Hidden treasure

At first glance, the Bisti appears to be a barren, unremarkable wasteland. But if you delve deeper, and take the time to appreciate its beauty and grandeur, you might find more pieces of lost creatures and stylish natural wonders. Please be respectful of the environment, and do not take any petrified wood or fossils—leave them in place for the next adventurer.

I’ve been roaming and photographing the amazingly varied landscapes of the American West all my life, and yet it still reveals small-scale treasures of unique visual appeal, like the Bisti. Maybe on my next Bisti walkabout I’ll ramble over a newly uncovered dinosaur, all while enjoying a very good time in the badlands of New Mexico.

If you go

The Bisti Badlands are in a remote area of northwest New Mexico, with little to no services available. The nearest towns are Farmington and Bloomfield, about 40 miles to the north, which offer several AAA-approved lodging and restaurant options.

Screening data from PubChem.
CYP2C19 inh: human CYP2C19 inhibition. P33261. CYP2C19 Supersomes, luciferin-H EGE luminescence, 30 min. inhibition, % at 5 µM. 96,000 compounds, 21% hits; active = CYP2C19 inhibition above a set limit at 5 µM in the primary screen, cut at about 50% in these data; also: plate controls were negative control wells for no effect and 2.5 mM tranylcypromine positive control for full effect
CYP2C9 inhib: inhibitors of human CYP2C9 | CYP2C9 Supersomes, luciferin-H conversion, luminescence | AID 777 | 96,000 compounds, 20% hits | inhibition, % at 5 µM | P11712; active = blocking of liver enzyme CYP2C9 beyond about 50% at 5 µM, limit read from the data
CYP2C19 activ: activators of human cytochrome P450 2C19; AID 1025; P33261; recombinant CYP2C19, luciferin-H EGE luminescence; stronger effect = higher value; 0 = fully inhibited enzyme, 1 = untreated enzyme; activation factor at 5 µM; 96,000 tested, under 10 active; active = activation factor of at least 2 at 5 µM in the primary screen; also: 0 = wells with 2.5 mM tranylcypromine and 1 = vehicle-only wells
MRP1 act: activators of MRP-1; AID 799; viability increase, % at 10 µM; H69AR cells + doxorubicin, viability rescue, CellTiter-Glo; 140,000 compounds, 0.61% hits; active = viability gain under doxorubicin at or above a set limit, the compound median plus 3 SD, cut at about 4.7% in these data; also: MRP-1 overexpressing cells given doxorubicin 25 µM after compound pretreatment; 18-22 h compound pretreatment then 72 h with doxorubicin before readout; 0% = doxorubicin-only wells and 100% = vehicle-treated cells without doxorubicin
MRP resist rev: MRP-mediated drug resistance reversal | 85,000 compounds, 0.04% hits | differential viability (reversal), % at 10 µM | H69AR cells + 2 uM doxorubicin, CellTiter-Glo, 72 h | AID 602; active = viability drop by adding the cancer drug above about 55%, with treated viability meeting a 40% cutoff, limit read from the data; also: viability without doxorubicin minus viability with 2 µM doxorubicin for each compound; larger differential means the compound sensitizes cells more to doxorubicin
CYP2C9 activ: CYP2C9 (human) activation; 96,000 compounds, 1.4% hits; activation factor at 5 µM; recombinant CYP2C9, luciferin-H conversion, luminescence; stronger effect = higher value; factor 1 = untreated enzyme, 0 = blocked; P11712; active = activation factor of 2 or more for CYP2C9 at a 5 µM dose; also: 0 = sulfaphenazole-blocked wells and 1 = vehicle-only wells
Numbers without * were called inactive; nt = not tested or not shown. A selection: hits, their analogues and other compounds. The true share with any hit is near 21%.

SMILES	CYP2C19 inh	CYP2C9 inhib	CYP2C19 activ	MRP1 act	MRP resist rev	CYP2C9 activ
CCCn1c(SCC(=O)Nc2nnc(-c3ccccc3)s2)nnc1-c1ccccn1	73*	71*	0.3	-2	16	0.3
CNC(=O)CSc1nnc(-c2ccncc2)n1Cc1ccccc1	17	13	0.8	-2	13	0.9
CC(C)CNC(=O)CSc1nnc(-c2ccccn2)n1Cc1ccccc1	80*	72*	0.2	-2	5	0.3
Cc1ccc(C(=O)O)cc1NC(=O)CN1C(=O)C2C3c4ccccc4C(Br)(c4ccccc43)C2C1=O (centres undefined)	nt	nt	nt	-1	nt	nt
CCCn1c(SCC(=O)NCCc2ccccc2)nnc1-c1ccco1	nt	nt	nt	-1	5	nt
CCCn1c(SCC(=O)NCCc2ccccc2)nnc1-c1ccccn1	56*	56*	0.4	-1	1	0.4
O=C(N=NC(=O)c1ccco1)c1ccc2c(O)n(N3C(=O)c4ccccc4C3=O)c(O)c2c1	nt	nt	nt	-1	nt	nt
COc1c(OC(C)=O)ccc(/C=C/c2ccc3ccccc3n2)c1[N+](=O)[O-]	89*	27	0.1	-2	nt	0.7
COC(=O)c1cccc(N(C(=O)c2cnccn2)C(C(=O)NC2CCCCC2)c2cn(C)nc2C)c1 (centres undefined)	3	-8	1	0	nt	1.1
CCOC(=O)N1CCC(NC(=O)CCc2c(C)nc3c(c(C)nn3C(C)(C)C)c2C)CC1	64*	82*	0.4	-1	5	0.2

This area is rich in agriculture, mining, and Native American culture. Farmington has evolved into the major commerce and industrial center of the Four Corners region, and its Navajo Mine is one of the largest coal-mining operations in the world. The output from the mine fuels the adjacent power plant, which in turn heats the waters used by windsurfers on nearby Morgan Lake.

Bloomfield residents have used the Navajo Reservoir, the source of much of the area’s water, to help sustain its agriculture. Navajo Lake State Park surrounds the reservoir and offers plenty of recreational opportunities, including world-class fly-fishing.

Kerrick James is a frequent contributor to EnCompass, a global expert on travel photography, and the 2020 SATW Travel Photographer of the Year.